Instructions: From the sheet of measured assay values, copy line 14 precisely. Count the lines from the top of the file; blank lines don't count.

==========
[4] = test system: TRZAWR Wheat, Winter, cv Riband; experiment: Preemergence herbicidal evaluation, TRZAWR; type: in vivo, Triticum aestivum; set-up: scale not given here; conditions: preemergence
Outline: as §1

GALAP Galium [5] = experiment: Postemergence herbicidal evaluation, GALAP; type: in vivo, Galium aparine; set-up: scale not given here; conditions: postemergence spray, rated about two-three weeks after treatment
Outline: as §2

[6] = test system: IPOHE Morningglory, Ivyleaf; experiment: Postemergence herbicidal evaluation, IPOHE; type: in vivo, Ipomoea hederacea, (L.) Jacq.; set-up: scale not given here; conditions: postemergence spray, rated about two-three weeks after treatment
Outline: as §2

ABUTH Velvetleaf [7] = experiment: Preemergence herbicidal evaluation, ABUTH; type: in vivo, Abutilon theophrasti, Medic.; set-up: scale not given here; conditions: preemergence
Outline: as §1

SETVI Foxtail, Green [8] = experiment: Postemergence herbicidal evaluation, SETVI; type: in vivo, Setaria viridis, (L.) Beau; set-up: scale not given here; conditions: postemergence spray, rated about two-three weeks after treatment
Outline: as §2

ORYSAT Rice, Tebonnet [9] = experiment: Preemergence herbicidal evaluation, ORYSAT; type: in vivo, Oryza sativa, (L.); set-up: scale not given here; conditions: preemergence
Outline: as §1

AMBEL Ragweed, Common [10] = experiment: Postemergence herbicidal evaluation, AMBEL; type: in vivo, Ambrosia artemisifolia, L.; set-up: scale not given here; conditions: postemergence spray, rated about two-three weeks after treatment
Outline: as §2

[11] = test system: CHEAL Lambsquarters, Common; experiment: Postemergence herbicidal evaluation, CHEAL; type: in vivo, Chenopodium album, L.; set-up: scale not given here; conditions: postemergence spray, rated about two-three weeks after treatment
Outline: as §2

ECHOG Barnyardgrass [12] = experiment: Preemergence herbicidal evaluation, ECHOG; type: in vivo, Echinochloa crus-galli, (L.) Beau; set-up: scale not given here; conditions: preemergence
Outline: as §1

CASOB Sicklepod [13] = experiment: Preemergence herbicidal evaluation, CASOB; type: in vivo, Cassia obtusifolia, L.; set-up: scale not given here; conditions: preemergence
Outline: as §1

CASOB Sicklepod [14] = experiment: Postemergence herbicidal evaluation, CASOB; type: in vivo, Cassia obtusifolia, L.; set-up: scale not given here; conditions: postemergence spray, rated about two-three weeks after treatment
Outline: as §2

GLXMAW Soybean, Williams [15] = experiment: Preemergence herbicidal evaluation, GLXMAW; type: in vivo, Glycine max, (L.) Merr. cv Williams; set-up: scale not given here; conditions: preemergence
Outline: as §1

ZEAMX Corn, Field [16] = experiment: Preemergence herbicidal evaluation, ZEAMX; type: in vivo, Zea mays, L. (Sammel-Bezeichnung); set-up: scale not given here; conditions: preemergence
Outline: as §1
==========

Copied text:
Outline: as §2